At this point I became more a facilitator than a guest speaker…as I called on raised hands who offered support, like…”I had my knee done 2 years ago and it hurt for about 2 weeks before the pain was under control…but I could walk without the knee giving out”  or, “ If you need surgery, I’ll come by to help you with your chores”, and my favorite (because we had previously discussed how traumatic head injury is a leading cause of death among senior fallers)….”I’m sure we’d rather see you gimp around for a few months after a knee surgery than to see you slip away in a hospital because you hit your head after your knee gave out.”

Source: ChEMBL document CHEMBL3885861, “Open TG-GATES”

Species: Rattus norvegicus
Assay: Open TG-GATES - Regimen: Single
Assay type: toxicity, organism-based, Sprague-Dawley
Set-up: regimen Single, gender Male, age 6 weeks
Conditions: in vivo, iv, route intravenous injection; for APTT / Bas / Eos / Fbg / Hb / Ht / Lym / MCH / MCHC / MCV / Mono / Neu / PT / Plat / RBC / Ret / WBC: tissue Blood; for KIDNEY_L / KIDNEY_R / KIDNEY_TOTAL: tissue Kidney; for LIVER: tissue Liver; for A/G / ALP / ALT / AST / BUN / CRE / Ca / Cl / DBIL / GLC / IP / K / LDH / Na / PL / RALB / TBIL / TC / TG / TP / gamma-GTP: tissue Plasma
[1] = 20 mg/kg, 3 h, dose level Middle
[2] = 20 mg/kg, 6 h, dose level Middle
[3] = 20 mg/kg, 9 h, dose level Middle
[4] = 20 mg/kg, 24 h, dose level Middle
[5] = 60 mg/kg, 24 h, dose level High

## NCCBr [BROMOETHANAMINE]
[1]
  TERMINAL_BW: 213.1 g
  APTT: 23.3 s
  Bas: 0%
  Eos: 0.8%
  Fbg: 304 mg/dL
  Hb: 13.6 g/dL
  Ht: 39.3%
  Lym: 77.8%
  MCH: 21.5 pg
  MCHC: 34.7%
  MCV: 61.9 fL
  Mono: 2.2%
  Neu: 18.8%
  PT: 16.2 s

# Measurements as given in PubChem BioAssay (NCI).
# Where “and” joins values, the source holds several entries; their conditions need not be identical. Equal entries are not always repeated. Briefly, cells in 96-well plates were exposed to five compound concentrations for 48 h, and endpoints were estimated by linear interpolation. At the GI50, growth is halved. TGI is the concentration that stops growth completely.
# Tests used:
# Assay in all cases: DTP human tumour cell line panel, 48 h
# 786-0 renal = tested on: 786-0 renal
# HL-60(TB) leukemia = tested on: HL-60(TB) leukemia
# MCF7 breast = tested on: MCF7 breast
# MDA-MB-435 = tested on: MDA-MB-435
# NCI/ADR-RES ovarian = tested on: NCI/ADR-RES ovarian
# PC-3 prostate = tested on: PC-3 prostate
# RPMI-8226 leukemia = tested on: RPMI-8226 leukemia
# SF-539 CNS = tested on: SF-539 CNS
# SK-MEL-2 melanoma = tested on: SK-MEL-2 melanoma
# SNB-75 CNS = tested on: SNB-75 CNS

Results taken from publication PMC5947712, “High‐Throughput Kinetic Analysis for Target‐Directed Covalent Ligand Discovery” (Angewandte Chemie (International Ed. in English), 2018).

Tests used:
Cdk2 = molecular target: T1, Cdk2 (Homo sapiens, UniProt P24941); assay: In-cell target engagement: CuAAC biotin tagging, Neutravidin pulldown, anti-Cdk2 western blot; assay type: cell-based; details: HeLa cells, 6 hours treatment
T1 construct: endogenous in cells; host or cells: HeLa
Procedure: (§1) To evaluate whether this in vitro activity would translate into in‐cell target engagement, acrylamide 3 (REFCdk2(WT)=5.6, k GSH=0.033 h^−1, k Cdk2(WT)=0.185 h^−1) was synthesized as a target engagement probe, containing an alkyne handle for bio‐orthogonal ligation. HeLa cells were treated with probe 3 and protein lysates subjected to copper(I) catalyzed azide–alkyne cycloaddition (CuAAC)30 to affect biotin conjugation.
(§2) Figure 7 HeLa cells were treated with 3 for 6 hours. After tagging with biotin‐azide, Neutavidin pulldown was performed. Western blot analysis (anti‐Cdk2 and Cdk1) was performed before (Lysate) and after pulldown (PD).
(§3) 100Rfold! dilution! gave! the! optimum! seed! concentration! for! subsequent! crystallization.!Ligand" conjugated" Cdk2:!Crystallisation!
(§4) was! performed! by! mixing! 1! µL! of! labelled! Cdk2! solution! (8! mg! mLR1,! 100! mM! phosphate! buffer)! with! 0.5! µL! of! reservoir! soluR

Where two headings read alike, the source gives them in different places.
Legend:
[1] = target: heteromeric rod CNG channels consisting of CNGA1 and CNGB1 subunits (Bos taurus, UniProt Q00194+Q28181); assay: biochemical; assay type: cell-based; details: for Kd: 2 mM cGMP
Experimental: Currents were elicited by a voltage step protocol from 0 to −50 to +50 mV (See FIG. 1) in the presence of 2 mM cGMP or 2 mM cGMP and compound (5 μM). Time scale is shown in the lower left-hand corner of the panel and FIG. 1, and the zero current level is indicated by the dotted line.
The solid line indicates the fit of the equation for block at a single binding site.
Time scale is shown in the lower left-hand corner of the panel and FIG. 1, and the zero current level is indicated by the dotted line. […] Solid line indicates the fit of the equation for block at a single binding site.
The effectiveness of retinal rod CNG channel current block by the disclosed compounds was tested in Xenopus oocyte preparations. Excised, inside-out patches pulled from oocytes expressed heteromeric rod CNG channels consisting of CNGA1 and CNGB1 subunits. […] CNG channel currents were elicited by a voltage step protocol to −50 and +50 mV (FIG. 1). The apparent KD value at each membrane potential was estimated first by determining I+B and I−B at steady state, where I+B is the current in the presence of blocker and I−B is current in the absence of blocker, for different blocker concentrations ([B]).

After another 20 minutes of support coming from her comrades, I asked if she had her original question answered.  With moistened eyes she shook her head with a “Yes”…I thanked the group for their participation…and received a resounding round of applause as people got up from their seats to approach the knee lady.

AHHHHHHHH…the sweet smell of success!  And I didn’t do anything!  I love this job!

Keep moving!


Getting Rid of the Rug Won’t Save Grandpa !

For decades, we have been taught that when family members become unstable around the house…we should begin senior-proofing (as opposed to child-proofing) their environment.  Often, the whole project involves installation of grab-bars or handrails, pitching the throw rugs and floor mats, trying to get Dad to replace that 25 watt bedside lamp bulb with 40 watts of improved visibility; and cajoling them into recycling old accumulated stacks of magazines, newspapers and other “valuable papers”.